Historic Pelham

Presenting the rich history of Pelham, NY in Westchester County: current historical research, descriptions of how to research Pelham history online and genealogy discussions of Pelham families.

Monday, December 07, 2009

Report of Fight with Trolley Construction Crew in Pelhamville in 1898

In the late 19th century, rival trolley companies raced to construct lines throughout the New York region.  Rivalries among competing trolley lines led to at least one instance of violence in Pelhamville in 1898.  A fascinating account of the incident appeared in the October 8, 1898 issue of New Rochelle Pioneer.  The account appears below.



The little village of Pelhamville has a very lively railroad row on its hands the outcome of which will be watched with the keenest interest by the friends of the Union Trolley Company and the New York and Connecticut Traction Company. 

The rivalry between the Union and the Connecticut company precipitated a fight in Pelhamville Saturday afternoon. 

The trouble between the two companies dates back several years, when the Traction company received a franchise from the Trustees of North Pelham to construct a line connecting Mt. Vernon and New Rochelle.  The trustees granted the franchise on the condition that the line should be in operation inside of a year.  Last month the trustees granted a franchise to the Union Company, known as the Huckleberry road, over the same route, on the ground that the Traction Company had violated its franchise.

The Union Company was to have commenced work on this new franchise as soon as their lines to New Rochelle had been completed.

The Traction Company on Saturday decided to steal a march on its rival, and early in the afternoon a gang of Italians appeared on the ground and started to tear up the road at Fourth street and Fifth avenue, North Pelham.  The men under foreman Mack had succeeded in laying several feet of track when Councilmen Vincent Barker and George McGalliard drove up and ordered the men to stop.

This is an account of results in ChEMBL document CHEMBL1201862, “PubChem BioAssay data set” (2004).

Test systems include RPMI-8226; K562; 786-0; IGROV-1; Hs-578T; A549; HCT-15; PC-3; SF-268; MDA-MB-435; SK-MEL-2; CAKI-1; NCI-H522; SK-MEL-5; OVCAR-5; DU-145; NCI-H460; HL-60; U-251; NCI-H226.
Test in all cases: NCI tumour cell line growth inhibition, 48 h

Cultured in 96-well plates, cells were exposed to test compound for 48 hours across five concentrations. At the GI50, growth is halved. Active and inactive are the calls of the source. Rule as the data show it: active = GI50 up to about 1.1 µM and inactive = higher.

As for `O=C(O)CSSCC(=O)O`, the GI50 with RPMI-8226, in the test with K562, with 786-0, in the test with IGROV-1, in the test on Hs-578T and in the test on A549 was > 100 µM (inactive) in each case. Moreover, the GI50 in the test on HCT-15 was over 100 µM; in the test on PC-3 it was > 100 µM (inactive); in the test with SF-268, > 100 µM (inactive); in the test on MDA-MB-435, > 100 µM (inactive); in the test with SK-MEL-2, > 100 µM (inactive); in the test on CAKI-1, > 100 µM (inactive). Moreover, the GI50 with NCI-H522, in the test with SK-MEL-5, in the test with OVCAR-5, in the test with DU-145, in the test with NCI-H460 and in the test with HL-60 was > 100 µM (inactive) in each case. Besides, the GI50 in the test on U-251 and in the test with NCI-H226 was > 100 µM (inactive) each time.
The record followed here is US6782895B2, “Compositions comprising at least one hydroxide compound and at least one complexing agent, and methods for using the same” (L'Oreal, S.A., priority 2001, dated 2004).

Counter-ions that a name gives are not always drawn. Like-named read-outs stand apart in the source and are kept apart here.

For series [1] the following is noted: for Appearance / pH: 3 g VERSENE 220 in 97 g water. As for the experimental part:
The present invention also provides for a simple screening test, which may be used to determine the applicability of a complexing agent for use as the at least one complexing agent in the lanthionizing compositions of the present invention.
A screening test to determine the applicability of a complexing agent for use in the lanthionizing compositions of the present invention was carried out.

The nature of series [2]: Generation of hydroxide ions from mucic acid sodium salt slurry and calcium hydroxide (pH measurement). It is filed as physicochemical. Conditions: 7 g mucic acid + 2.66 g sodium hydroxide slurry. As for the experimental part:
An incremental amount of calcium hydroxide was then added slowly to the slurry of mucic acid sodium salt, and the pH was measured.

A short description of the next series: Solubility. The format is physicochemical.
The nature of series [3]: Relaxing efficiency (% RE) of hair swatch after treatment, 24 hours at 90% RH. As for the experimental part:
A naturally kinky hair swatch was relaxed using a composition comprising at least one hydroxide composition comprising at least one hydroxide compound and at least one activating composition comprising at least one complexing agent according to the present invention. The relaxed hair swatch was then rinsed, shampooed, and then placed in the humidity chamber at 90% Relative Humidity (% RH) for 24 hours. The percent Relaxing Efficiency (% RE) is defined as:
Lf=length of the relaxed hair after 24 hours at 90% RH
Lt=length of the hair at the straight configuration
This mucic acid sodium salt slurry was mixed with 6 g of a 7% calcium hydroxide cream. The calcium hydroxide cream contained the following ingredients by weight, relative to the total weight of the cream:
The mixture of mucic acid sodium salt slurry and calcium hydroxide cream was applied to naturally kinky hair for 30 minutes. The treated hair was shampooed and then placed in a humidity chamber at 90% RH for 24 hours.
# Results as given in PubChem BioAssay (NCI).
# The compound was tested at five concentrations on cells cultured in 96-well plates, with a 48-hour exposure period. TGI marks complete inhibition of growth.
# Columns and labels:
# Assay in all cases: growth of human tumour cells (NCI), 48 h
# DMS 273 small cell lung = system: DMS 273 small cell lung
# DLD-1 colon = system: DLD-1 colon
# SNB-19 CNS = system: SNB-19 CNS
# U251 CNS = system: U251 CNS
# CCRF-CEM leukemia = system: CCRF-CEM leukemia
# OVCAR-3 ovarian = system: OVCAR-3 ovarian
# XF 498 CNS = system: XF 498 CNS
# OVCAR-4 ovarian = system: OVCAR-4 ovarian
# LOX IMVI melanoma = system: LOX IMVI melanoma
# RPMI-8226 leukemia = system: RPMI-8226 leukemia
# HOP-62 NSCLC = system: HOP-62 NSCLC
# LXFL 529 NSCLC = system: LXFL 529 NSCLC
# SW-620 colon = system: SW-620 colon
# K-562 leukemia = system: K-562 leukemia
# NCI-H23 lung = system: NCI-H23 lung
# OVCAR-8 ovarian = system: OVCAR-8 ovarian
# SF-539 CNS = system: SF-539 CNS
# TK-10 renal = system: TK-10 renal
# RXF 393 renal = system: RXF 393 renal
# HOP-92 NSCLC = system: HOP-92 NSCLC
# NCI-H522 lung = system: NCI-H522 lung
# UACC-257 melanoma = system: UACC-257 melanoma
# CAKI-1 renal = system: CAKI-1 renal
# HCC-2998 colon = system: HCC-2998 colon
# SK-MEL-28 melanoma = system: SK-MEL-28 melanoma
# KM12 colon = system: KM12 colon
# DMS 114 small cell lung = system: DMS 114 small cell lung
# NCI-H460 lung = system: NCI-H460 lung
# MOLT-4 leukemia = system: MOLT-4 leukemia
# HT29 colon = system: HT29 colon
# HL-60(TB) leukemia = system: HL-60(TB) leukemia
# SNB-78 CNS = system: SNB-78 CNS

They refused to do so and Constable Marks, who appeared on the scene, arrested the foreman of the gang and some of the laborers.

Later the Councilmen were joined by Village President M. J. Lynch, Dr. Charles Barker, James Seaman, James Riley and John Case, who tried to block the street in order to prevent the transportation of rails.  Dr. Barker drove his buggy into th excavated tracks, but the Italians picked it up and removed it. 

At this juncture some members of the fire department appeared.  They turned the fire hose onto the gang of Italians who scattered into the woods. 

Word was telephoned to the Mt. Vernon police for assistance, but Chief Foley could not send men where he had no jurisdiction over them, and he was obliged to refuse the request. 

Contractor Smith's men were called on to fill in the excavated trenches and restore the street to its proper condition. 

Foreman Hannon, of the Union Company, who has a gang of men at work in New Rochelle, heard of the trouble, and hurried his force into Pelhamville, and started to lay a line of tracks for the Union Company. 

The Connecticut Company, anticipating some more trouble of this character, had procured an injunction from Justice Dickey, of the Supreme Court, Brooklyn, which was served on the Union Company, and for the time being work ceased.

The Union Company being in possession of the field, kept an army of Italians on the streets all Saturday night and all day Sunday."

Source:  Trolley Row at Pelhamville, New Rochelle Pioneer, Oct. 8, 1898, p. 1, col. 1.

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